The plan for the Calgary Flames was some R'n'R. The prize was taken away.
They were supposed to stay behind in San Jose for a couple of extra nights after their last outing, take the time to rest and relax, spend a day seeing the sights -- Alcatraz is a cool place, Napa Valley would be fun -- and then go for the annual rookie dinner, when the freshmen pick up the tab.
Instead, they returned home yesterday, given only one "recovery day" on the heels of their 6-1 beat down at the hands of the NHL-leading Sharks.
So now, another couple of 'R' words must enter their vocabulary.
Regroup and reload.
In double time.
As they awoke yesterday, the Flames were still holding on to a spot in the Western Conference's elite eight with a 9-8-1 record. By the time they return to action Tuesday night at home against the Colorado Avalanche in the first part of a home-and-home series, they very well may be outside a playoff spot.
Check that, most likely will be outside.
If Thursday night's thrashing isn't rock bottom for this club, a peek at the standings that morning could very well serve as a reminder.
When the man whose ability to see the positive in situations is legendary, captain Jarome Iginla, starts using the words "dismal" and "bad," you know you have a problem.
Even when thrown a chance to use their crazy schedule as an excuse, Iginla shot it down emphatically after his team was devoured.
"It's all part of a NHL season," Iginla said. "Sure, some days your legs might not be as great, but that's not even close. We got pushed out of it right from the start.
"We were dismal all the way around. It was all of us."
The schedule makers hardly did the Flames any favours the past couple of weeks. Eight games, 13 days, four time zones and three road trips adds up to a hard spell.
Still, it was a test of this team's mettle and they failed miserably.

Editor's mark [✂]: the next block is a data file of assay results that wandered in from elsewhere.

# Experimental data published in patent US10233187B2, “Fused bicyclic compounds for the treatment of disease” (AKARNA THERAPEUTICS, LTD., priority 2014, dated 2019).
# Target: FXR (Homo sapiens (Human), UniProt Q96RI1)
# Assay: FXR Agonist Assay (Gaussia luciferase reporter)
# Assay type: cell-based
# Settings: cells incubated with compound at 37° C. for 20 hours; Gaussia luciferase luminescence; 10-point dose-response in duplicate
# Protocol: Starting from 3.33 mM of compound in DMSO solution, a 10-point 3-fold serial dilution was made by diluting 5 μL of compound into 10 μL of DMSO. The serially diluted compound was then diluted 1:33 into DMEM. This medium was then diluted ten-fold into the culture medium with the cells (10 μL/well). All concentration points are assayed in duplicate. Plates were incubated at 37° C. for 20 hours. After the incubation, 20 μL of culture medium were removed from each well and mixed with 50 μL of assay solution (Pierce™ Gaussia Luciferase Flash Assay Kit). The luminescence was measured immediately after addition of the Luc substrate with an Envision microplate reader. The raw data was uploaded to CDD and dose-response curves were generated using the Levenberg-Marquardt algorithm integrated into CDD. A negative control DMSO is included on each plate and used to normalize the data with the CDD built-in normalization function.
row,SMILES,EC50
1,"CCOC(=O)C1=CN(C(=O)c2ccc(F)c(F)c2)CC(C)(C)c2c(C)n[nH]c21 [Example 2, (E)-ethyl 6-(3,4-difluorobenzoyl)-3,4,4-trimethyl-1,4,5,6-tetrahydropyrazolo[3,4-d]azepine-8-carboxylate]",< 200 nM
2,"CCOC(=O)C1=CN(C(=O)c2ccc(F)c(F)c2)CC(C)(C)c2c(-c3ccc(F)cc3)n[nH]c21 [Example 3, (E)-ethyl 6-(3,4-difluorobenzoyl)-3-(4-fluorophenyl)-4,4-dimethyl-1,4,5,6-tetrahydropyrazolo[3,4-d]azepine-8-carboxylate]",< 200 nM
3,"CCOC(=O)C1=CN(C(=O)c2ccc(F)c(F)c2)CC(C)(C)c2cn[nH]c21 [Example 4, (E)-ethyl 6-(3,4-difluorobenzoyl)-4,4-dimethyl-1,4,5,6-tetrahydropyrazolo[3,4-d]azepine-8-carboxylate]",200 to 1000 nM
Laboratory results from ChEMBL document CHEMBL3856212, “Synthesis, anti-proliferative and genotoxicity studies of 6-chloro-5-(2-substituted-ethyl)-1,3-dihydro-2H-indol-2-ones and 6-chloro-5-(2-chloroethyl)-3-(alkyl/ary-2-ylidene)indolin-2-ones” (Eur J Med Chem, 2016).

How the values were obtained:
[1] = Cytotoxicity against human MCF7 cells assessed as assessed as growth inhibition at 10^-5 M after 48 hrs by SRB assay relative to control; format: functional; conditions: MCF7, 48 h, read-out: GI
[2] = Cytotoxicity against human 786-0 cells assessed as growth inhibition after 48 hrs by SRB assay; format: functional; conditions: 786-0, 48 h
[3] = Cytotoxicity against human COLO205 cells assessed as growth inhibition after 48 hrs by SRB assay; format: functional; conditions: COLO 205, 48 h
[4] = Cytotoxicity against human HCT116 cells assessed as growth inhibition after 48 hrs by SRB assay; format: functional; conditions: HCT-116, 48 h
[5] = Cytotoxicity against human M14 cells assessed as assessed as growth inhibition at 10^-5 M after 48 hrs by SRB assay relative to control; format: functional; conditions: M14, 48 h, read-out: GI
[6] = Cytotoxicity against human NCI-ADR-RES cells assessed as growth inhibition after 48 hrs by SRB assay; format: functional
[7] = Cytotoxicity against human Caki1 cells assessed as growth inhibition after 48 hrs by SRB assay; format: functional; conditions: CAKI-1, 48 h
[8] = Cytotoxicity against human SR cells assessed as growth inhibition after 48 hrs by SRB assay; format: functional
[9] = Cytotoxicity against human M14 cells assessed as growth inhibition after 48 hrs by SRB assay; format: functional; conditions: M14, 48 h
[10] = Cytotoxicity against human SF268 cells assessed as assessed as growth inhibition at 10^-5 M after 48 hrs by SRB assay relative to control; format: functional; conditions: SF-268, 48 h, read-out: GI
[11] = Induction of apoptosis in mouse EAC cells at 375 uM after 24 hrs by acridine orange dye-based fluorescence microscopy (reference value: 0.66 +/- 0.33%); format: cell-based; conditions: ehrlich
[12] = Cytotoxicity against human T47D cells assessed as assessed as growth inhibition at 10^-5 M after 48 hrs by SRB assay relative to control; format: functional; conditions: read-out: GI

Losing is one thing, it happens to all teams. Even the Sharks, a team clicking in all areas these days, will go through a losing skid between now and the Stanley Cup playoffs.
The problem is how the Flames have dropped games lately. This past week alone, they've twice been rocked by 6-1 scores. In both those contests, the opposition ran roughshod over them in big part because the Flames weren't prepared to work as hard.
You can question whether they were prepared to work at all. Last Sunday's shellacking in Chicago featured three Flames powerplay chances in the first nine minutes. Instead of taking advantage, or at least giving themselves a lead, they frittered away the opportunity, barely registering any pressure with the man-advantage, and were down by a pair before the intermission.
Thursday night's affair was even worse. Not only were the Flames outshot by a horrible margin through the opening period -- 20-5 -- and down by four goals, an even more telling stat regarding preparation came at the faceoff circles.
The Sharks won the first eight draws. By the time Calgary won a faceoff, the score was 2-0. That's not fatigue, that's not being ready.
The blame for that element hinges solely on the players. It's their responsibility to be ready to go when the puck drops. They knew the Sharks would come out of the gates like gangbusters, that's been the M.O. in the Shark Tank for as long as anybody can remember.
They also knew the Sharks would have some extra oomph from having lost their previous two outings.
In no way did the Flames match their opposition. At least the Flames had a great view of what a top-notch team can do when it follows the game plan.
Which brings us to another aspect that has to be delved into deeper: The coaching job Todd McLellan has done with his squad.
Personnel-wise, San Jose is still much like the same team we've seen the past couple of years. What McLellan has done is make his team more dangerous with offence-based theories. The San Jose system is based on attacking, using a strong offence to be the best form of defence.
Shots come at the net from everywhere, especially the defencemen, and the Sharks circle the cage ready to pounce on every opportunity and causing confusion for the defenders. It's entertaining, too, but moreover a departure from the defence-first philosophy too many NHL teams employ.
It's up to Calgary's coaches to figure out a better way of coping with San Jose's game. Detroit's, too, since they're so similar. If they can't, some changes may be in order, and we all can guess what direction the Flames would go.